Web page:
Despite my new found love of Italian cookery, I still needed some release from the daily grind of kitchen life. I had never been to college or taken time out between school and work, and I just wanted to live life and let loose, like other people my age. I traveled lots and cooked what ever menu I was given, working in lots of different restaurants, some Italian, some not. I even flipped burgers for 6 months at a fast food restaurant. I honed a wide range of different skills, but when I was given the chance to do my own thing I always naturally swayed towards Italian. It was a subconscious thing really, I never noticed that my brain would always pair ingredients in an ‘Italian’ way first before even thinking about another cuisine. It was here in whistler that this was first pointed out to me, by my head chef. I was the sous chef of a mountain top restaurant called Christine’s, and working under Seb, a half French half French Canadian who commented one day on how great it was to be able to combine my Italian brain with his French to create great European meals. After that day, I started to think about my relationship with food in a different way. I taught myself all I could about Italian cookery which, in the age of the internet, is a pretty easy thing to do if you are passionate about it.
The more I started to learn about Italian cookery the more I remembered about all the Italian dishes I had prepared in a string of restaurants, over the years. The cuisine I had accidentally specialized in back when I was an unrefined and unruly 18 year old had found me and had a hold on me.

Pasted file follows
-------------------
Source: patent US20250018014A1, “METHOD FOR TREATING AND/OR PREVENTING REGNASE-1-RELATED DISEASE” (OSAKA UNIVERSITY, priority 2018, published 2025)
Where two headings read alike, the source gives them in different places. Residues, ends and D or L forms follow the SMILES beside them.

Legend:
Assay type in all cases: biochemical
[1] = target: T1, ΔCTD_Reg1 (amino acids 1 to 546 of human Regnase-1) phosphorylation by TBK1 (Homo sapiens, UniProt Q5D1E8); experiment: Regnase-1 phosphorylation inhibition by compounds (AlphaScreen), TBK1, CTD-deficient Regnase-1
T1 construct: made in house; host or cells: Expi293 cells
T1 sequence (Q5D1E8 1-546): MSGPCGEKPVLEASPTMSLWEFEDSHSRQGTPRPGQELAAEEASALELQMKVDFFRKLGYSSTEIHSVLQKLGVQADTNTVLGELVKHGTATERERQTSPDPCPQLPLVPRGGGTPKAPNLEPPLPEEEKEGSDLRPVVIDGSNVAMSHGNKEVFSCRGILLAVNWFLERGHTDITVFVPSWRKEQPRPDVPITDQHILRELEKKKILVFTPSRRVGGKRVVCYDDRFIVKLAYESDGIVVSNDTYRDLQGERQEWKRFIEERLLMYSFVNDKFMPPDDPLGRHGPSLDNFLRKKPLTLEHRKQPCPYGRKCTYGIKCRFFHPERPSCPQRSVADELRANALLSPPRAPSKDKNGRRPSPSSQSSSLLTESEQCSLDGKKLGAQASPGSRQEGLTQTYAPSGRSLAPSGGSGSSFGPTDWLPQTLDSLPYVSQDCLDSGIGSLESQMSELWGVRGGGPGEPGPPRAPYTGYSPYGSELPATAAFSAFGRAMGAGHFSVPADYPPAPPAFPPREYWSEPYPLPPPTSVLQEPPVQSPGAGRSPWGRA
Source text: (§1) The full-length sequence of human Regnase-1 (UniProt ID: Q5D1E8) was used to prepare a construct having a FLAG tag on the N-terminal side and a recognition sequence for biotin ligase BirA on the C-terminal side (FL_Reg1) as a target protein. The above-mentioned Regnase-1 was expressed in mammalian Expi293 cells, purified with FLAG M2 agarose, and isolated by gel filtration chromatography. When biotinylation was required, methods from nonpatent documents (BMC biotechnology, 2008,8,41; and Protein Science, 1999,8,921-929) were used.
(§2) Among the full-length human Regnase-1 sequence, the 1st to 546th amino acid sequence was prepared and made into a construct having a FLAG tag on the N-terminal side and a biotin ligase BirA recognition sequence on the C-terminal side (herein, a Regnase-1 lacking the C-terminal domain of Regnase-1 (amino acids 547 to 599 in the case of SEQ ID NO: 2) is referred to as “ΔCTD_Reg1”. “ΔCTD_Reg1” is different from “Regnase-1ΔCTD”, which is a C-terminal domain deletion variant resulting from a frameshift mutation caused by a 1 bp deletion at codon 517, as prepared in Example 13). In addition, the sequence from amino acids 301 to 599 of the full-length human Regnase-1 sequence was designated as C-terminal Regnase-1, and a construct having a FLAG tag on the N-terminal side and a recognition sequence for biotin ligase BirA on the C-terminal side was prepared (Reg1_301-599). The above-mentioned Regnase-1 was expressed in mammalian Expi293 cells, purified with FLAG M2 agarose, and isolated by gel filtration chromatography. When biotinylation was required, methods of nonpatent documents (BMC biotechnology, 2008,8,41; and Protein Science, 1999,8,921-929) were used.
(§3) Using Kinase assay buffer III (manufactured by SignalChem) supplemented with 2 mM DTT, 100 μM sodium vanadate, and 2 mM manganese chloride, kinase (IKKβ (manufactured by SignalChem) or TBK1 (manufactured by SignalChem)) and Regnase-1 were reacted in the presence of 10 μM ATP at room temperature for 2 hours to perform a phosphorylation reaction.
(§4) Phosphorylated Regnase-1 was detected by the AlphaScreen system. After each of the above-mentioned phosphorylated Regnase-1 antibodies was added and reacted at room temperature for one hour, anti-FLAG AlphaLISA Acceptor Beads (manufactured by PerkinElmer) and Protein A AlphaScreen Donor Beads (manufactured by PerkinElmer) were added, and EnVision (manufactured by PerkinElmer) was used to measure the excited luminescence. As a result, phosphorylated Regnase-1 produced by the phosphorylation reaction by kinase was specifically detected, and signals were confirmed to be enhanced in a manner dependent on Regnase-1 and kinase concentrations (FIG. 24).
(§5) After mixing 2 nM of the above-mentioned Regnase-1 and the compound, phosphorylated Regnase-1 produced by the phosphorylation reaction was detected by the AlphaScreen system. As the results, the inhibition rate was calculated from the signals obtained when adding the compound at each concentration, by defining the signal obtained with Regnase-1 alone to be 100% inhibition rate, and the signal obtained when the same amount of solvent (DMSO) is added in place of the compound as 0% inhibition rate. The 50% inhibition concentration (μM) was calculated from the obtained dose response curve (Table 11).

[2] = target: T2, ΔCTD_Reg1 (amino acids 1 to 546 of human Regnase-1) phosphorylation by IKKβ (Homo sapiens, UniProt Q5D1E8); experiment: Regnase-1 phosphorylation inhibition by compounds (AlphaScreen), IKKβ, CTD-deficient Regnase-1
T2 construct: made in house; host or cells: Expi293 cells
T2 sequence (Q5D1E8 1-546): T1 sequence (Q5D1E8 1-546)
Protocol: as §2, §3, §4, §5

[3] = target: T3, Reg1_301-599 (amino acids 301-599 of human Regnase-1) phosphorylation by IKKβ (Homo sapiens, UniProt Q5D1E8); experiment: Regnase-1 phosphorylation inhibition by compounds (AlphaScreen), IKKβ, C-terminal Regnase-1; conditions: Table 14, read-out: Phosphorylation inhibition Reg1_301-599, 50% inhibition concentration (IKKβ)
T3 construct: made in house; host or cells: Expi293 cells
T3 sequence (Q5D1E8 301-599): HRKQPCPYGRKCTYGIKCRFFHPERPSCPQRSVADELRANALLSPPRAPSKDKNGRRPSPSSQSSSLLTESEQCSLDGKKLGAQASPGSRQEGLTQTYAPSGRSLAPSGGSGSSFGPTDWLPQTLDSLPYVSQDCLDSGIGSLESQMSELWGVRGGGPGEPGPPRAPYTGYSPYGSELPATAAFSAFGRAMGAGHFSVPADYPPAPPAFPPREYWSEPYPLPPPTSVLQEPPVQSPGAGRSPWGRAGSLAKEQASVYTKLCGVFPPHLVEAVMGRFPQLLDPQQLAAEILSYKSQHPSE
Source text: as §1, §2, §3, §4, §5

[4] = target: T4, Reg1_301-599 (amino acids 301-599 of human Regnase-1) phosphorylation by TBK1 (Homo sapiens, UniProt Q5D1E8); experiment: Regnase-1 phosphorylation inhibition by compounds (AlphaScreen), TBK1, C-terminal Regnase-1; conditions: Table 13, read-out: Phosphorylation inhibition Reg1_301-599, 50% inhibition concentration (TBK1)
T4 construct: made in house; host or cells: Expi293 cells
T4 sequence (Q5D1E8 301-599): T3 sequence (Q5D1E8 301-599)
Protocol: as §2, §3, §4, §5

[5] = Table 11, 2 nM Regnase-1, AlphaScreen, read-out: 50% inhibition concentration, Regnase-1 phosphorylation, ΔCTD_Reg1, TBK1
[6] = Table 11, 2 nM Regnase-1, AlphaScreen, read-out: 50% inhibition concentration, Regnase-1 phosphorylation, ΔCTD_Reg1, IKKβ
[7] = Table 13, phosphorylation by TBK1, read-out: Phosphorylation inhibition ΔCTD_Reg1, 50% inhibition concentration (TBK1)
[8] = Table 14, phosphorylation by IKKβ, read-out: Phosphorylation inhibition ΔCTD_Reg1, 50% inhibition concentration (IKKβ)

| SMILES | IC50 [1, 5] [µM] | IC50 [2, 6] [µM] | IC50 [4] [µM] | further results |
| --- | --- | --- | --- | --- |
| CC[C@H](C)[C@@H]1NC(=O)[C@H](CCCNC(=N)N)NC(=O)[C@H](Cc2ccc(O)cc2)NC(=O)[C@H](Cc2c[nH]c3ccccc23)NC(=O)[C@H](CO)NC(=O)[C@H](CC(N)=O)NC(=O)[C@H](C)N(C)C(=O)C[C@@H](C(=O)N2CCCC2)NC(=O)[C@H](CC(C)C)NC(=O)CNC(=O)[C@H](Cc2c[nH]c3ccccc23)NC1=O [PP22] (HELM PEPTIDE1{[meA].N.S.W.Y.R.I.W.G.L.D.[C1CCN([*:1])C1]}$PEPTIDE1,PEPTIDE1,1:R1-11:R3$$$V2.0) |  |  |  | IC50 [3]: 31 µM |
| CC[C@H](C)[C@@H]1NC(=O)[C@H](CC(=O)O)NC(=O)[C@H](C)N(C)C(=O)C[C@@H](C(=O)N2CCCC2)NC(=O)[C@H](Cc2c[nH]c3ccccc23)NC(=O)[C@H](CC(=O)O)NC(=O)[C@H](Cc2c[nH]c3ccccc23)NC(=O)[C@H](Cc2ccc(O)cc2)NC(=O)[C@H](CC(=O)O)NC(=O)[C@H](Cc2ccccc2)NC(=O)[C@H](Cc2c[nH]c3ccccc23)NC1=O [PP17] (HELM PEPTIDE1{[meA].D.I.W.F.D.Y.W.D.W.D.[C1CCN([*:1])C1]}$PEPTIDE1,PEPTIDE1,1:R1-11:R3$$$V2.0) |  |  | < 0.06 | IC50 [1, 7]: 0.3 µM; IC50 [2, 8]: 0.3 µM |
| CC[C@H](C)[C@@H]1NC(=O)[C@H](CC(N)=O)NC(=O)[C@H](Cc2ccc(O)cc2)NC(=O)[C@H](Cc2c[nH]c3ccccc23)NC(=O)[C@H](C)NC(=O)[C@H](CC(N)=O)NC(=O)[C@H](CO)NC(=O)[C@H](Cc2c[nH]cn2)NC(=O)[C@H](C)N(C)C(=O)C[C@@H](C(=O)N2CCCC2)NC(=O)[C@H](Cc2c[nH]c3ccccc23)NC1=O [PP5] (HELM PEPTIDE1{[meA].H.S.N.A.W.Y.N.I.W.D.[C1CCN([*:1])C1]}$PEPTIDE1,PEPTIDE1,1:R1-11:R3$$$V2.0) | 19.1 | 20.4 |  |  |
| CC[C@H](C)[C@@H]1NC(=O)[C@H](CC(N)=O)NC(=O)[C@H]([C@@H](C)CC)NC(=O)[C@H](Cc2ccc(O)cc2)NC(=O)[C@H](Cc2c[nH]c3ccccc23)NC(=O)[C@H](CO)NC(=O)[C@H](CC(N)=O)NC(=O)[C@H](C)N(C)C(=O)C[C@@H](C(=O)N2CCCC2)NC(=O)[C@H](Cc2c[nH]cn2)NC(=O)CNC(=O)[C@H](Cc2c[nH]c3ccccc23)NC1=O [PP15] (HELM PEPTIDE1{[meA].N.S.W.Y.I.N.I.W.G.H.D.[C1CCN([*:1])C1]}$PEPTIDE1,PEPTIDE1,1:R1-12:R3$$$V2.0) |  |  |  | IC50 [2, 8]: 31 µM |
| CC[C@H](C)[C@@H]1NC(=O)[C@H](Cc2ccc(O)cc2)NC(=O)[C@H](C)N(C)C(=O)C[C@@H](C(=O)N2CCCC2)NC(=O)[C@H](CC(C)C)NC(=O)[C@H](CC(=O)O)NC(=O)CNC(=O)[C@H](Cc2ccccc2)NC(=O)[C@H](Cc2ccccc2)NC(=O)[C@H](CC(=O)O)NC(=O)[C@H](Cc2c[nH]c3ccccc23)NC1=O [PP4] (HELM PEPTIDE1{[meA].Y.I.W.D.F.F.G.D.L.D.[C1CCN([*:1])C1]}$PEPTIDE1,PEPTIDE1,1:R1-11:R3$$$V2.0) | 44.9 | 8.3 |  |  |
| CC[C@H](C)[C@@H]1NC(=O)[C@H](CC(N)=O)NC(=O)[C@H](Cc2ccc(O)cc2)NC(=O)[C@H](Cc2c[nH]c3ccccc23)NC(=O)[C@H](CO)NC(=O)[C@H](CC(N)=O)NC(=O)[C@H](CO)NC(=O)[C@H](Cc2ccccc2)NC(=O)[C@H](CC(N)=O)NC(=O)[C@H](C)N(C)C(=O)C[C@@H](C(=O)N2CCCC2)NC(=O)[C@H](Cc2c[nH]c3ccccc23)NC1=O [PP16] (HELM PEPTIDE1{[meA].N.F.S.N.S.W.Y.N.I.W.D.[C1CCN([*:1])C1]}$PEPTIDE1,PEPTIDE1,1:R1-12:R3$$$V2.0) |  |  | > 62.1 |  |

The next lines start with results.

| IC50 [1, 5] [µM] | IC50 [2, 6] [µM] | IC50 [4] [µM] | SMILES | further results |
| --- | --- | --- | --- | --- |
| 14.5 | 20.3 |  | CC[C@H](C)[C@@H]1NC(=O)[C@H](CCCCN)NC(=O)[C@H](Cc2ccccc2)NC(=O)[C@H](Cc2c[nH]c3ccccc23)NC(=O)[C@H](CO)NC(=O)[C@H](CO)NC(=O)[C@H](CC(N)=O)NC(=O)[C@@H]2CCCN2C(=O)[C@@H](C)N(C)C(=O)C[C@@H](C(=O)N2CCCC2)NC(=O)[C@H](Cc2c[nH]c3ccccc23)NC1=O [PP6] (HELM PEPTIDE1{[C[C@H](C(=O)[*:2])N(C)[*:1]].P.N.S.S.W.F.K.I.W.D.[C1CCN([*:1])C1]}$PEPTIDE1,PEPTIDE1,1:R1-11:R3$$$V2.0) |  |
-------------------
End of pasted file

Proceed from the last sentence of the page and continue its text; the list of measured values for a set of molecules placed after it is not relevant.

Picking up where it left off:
Living in such a beautiful place as the sea to sky region of BC started to make me realize how fragile the world around us is, and made me think differently about how I live my life. I realized that the traditional Italian attitude to food was to live with the seasons, not to try to fight against them. In February, Italians would not have eaten fresh tomatoes, not just because of tradition but because they weren’t seasonally available. They used solely local products not because its fashionable to Instagram about it but because the products were fresher, simpler and less labour intensive to receive. I found that the answer to a lot of our food production problems today can be discovered not in some cutting edge new technology, but in a way of life that we have almost forgotten. We expect that, in the modern world, we should be able to get any food, whenever we want it. In fact we think that the ability to buy mangoes in winter is a good thing, when in fact it puts the world we live in under so much unnecessary stress, and lets be honest, mangoes don’t taste as good when they have been shipped 7000 miles to get to you.
The rules that mother nature dictates are actually blessings to me as a chef, and as a human. You don’t hear my generation say “its strawberry season!” in fact most of my non chef friends couldn’t even tell you when it starts. Seasonality and the rules that we, as humans, used to live by make me excited as a chef: its a fun challenge to to create hyper seasonal dishes that truly represent the products available to me at that exact moment in that exact place. However, my brain is truly Italian now so the dishes I prepare with these local, seasonal products will always be inspired by my love for the food of the country of other peoples nonas.
I may not have Italy in my blood, but I have it in my brain. I specialize in the food that they traditionally create, and the methods in which they do so, not because I have to, but because I choose to. I truly believe that the answer to our problems can be taken from the past and brought into the present to change our future.
I cook Italian because it speaks to me and I want to tell its story.